The First-Generation Experience when Growing Up with Low-Income Immigrant Parents

yli is My Story

The sad sighs of my mother, seeping through the thin walls of our home, tell a story all too familiar. Over the phone, my grandma discusses the essential funds she needs for medications, or the payments pending for my mom’s half-built home in Mexico. A home she’s been waiting two decades to complete and inhabit. It is in these moments where we consider reassessing our own necessities to ensure that the rent is paid on time. These are realities that serve the unrelenting cycle of hardship for undocumented people who are subjected to surviving low wages and endure barriers in accessing government support. Confronted with these financial challenges, U.S. born children must battle with the decision of chasing their dreams or their parents’. 

The United States has over 11.2 million immigrants with the motivational pursuit of building a better life, many of whom form families. 1 in 5 Latinos are enrolled in postsecondary institutions in 2020. With roughly 71% not enrolled due to, in most cases, needing to work to support family. Immigrant children become their families’ only hope in breaking generational chains of poverty. Many, raised by parents who didn’t reach grade school, and arrive not knowing English. The “escape” route comes with either working full-time, or relying on education. 

Ashley Pirir Gomez, a third-year, first-generation student pursuing Social Welfare at the University of California, Berkeley, asserts that as an older sister, “I do feel like I need to set the example because I want them to know that it is possible for them to make it.”

Like Pirir, I am also a college student navigating through the intricacies of higher education while shouldering the weight of my own standards. I often find myself wondering if my decision in pursuing Communications was the correct route. “Paga bien?” my family asks. Now I battle with myself, wondering if this path was, in fact, selfish. 

“I wanted to do creative writing.” Ultimately, she chose a career that can pay the bills. “I was very discouraged of being an author… I sometimes wonder what would’ve happened if I didn’t take that advice.” Pirir says.  

Am I a disappointment, who may not be able to climb the same socio-economic ladder as an engineer could? Have I wasted my parent’s sacrifice? My mom has been supportive of my educational journey, and we have talked about what it would be like once she gains citizenship. “Quiero trabajar donde cuido viejitos,” is what she always emphasizes. The aspiration of having a job involving the kindness of her heart. She has always talked about hoping to one day partake in the stepping stone of owning a home in the U.S. This is the biggest aspect of the American dream — one that 31% of the undocumented population was able to fulfill in 2019. How long would that take me?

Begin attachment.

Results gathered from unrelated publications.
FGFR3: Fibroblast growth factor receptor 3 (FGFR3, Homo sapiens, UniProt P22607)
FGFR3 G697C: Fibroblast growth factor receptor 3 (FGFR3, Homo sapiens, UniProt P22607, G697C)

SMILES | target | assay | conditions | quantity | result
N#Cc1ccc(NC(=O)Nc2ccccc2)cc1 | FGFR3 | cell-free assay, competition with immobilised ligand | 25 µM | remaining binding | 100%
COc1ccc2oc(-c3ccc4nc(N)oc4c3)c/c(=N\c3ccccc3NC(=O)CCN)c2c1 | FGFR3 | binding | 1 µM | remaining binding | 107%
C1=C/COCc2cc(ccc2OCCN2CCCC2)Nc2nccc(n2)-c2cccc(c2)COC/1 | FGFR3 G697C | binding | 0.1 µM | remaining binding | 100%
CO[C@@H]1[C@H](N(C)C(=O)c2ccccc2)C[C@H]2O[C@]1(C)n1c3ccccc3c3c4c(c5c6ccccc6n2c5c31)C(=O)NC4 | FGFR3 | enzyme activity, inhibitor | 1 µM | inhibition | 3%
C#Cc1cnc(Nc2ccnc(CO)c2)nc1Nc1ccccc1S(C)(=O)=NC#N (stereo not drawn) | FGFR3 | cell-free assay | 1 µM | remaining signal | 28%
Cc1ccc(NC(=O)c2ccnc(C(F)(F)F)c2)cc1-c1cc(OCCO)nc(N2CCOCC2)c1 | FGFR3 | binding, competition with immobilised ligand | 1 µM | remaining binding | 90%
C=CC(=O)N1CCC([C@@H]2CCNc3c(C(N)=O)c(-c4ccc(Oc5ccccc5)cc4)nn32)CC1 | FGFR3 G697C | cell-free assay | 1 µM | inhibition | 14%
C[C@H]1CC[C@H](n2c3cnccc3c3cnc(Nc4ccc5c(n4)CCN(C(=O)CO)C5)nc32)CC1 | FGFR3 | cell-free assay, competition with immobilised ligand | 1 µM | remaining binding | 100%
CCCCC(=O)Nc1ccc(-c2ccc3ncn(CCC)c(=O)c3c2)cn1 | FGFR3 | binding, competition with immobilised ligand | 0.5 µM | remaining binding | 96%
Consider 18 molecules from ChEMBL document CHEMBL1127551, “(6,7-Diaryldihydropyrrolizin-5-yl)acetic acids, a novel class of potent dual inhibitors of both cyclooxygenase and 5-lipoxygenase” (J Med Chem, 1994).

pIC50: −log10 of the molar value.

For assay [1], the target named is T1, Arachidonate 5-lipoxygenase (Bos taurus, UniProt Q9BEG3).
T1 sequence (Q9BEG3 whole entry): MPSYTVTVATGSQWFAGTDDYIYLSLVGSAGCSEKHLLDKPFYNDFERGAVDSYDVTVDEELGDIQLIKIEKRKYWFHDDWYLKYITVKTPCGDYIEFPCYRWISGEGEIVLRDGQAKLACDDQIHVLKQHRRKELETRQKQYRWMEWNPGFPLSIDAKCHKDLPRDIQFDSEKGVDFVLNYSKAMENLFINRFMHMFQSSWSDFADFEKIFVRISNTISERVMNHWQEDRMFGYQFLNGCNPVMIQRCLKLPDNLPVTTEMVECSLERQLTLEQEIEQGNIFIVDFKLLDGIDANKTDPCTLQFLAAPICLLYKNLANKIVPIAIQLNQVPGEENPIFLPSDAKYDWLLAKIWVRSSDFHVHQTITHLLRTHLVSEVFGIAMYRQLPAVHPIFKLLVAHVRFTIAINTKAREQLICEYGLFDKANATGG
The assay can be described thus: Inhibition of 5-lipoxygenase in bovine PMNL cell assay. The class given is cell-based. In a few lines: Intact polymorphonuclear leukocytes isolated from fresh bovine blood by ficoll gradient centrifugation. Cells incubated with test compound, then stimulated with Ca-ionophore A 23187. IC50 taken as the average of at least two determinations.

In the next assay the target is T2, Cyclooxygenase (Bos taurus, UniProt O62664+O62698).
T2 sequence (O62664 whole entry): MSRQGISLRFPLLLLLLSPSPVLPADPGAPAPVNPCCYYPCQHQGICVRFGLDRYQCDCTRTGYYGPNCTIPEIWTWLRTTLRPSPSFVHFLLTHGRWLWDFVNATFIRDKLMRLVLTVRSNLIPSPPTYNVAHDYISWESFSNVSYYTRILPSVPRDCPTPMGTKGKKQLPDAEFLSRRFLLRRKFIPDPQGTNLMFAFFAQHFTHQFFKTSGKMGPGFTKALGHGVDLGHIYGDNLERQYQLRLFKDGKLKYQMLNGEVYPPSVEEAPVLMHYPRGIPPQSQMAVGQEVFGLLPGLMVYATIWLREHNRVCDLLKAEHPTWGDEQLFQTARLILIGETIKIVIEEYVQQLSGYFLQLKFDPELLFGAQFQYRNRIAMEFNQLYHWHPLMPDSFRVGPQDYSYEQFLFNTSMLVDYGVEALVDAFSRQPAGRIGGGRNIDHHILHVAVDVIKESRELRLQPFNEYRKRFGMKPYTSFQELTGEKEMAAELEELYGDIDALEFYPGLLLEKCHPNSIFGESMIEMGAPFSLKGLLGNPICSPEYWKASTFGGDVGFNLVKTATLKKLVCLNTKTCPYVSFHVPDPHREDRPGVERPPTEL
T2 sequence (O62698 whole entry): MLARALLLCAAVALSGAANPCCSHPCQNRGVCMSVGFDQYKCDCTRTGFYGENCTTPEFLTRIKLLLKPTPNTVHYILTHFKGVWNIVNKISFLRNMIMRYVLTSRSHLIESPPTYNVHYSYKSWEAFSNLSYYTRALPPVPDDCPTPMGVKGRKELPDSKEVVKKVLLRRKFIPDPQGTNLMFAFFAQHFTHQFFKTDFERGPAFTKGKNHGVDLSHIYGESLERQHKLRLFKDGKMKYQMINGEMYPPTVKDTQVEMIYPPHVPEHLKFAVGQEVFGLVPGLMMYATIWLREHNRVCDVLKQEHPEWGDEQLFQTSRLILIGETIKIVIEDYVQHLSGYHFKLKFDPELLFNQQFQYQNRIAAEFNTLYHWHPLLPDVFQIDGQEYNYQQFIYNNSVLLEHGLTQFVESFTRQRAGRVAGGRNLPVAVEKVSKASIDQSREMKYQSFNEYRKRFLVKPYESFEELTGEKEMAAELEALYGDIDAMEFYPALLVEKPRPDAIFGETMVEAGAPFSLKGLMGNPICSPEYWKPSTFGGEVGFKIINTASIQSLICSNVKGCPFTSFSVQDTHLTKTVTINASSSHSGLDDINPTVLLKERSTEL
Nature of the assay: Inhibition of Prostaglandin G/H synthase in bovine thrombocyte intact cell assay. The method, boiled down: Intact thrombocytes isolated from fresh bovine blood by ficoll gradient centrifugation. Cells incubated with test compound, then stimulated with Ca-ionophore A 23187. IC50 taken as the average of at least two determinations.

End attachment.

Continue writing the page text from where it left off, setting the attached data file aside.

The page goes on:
Since most undocumented parents do not have the privilege of education, most first-gen students are left to navigate paths on their own, teaching themselves the resources they need to succeed. How to prepare for the SAT and interviews, or discover internship opportunities. If I was able to conquer that, I often defined it as luck, but I was still no expert. I placed myself in a loop where confidence was an issue and failing wasn’t an option. If my education was at risk, the prospect of losing my scholarship would only become an added pressure.  

Many first-gen students face the monstrosity of imposter syndrome when attempting to advance. McLean Hospital describes it as the experience of “repeated feelings or thoughts that they are incompetent or not good enough.” But it’s more than just this “incompetent” feeling about ourselves. When I started at UC Berkeley, I was surrounded by a sea of faces that rarely reflected mine, planting seeds of doubt and hesitation within me. Most students had a background of attending the top-ranked private/boarding schools or having college educated parents. They can easily step ahead with the connections their families hold, and withstand the competitive atmosphere of Berkeley. Having to overcome these challenges and work twice as hard, I made sure my parents only witness what’s golden. Any opportunity I didn’t take felt like I’d affect my family’s future. 

How are undocumented families supposed to find their way in a system that often keeps them from earning enough to live on, let alone achieve their American dreams? This is a system that has broken families, and fueled my childhood with arguments and unending stress when it came to money. These frictions eventually placed me into this position where my whole family is relying on me. This responsibility forced me to grow up fast. I have a deep desire to take my parents out of poverty, but that desire clashes with my personal desire to follow my dreams. The harsh reality is that, whatever I choose, these types of luxuries are just unreachable for many of us, no matter what we do. 

Congress must work to create a pathway to citizenship and establish protections for all undocumented families, enabling them to reach their full potential and attain better jobs with greater pay. It hurts me to see my mom, let alone manage two jobs, while coming home to her third shift as a parent. Undocumented people have sacrificed so much and deserve to have a future where they can truly thrive.